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Stand In Defense for War Veterans Charged with DUI OWI

By Andrew Mishlove on March 02, 2012


Let’s Really Honor Our War Veterans. Politicians Are Hypocrites. MADD Should Take a Stand for War Veterans

Politicians and MADD lobbyists pay lip service to patriotism but they refuse to take a stand in defense of war veterans. Let me start out by defining just who it is that I am attacking: politicians and lobbyists. I do not mean every person who is elected to office or who has a government position. I do not mean every person who argues against drunk driving. That would be over-generalizing. I do, however, include all of those legislators, judges, prosecutors and so-called do-gooders who so glibly talk about patriotism but do nothing to defend the war veterans who come into their sphere of authority. This type of hypocrisy is rampant.

Let me outline the problem.

Many war veterans come home with mental and emotional injuries that cause or contribute to legal difficulties. These great Americans volunteered to risk their lives for us; and they have earned extra consideration from the criminal justice system. They are not getting enough of it.

It is a big problem.

War veterans make up a tiny percentage of our population, but they are over-represented among criminal defendants. In my OWI DUI practice, I have represented many war veterans. I make a point of drawing them out about their war experiences and how it might affect their case.

I had a client who was one of the first Marines to go into Iraq. He was among a company of men who discovered a mass grave where Saddam buried his victims. This brave sergeant suffered many physical war injuries. His lungs were damaged from gas released by an IED. His eardrum was shattered from the noise. He had shrapnel in his leg. His coordination was affected as was his balance. I have heard stories like this time and time again. More significant than the obvious physical injuries are the neurological and psychological injuries.

Just as sports leagues are only beginning to recognize the long-term effects of concussion, so is the military. Every time one of these soldiers is near a large explosion (and this sergeant had been near more than a dozen of them) he may suffer a traumatic brain injury (TBI): a concussion. For years, this went unrecognized, undiagnosed and untreated by the military. The effect on the lives of these soldiers is just starting to be understood.

We should also consider the effects of post-traumatic stress disorder. Many of these soldiers were either under fire on a daily basis or, at least, in battle zones on a daily basis. This went on for months at a time. These soldiers never knew who they could trust or when they might be attacked. Every bridge might harbor an insurgent. Every building might hide a sniper. Every road might be mined with an IED. All of these people faced death. All of them saw death and carnage. Many of them suffered dramatic emotional injury as a result. They became addicted to the adrenaline rush of danger. They could not sleep. They became depressed, angry, hostile and withdrawn.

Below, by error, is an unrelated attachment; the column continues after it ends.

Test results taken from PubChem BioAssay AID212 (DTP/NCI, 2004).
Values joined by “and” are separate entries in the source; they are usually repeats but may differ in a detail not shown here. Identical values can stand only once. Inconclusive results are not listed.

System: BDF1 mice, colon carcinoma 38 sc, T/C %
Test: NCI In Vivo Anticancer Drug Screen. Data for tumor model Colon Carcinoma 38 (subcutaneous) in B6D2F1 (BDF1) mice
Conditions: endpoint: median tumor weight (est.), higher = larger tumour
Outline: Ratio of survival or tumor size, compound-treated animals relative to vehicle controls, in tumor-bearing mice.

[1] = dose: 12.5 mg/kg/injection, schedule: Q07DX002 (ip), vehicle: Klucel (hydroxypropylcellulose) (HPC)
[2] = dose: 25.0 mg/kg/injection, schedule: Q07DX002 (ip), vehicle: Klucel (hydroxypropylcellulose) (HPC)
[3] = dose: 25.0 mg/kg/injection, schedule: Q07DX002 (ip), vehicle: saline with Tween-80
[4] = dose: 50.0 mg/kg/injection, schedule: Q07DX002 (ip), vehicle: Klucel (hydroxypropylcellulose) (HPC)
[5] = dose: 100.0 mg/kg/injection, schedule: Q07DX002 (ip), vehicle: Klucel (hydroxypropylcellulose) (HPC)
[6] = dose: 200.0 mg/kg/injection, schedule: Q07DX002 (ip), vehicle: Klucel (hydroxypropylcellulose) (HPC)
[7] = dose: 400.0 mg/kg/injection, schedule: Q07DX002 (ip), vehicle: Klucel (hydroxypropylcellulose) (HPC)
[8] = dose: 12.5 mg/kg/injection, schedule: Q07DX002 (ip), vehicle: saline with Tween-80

They became addicted to alcohol and drugs.

These people are heroes, not criminals. The alcohol and drug-related behavior that gets them into trouble with the law is the direct result of the sacrifices they voluntarily made in service to America. They need help understanding and treatment. They need to be honored for what they have endured for us, not punished. They have earned this many times over.

Nevertheless, in OWI DUI cases, prosecutors rarely, if ever, are willing to dismiss or reduce a charge for a war veteran. To be sure, there are “veteran’s courts” in the state. Veterans will get a break on sentencing. In OWI DUI cases, however, the worst consequence is often simply having the record and the driver’s license revocation. I have yet to see a prosecutor or a judge that was willing to even discuss these consequences to a veteran. They argue that Wisconsin law does not permit “plea bargaining” and that there is no exception for veterans. Wis. Stats. sec. 967.055 states that an OWI DUI charge may not be reduced or dismissed by the prosecutor, unless it would be in the interest of deterring people from committing drunken driving. This law is interpreted as prohibiting war veterans from being treated with the dignity and honor that they deserve.

I have made it a point to argue that post-traumatic stress disorder and traumatic brain injury related to military service are mental diseases that constitute a complete defense to the charge of OWI DUI. If a soldier cannot control his alcohol use because trauma suffered in war, he should not be convicted of an OWI DUI. In my law firm, we will do these cases for no fee, pro bono publico, when it is appropriate.

I call on prosecutors, judge, legislators and lobbyists to put up or shut up. Give these war veterans the break they truly deserve. Stop paying lip service to patriotism while doing nothing to defend war veterans who are entitled to your help. I call on the legislature to amend Wis. Stats. sec. 967.055, to specifically exempt injured war veterans, allowing them to be diverted into a treatment program rather than prosecuted. Finally, I specifically call on MADD to put up or shut up; either support sensible proposals for our war veterans or stop pretending to support them.

Andrew Mishlove March 1, 2012

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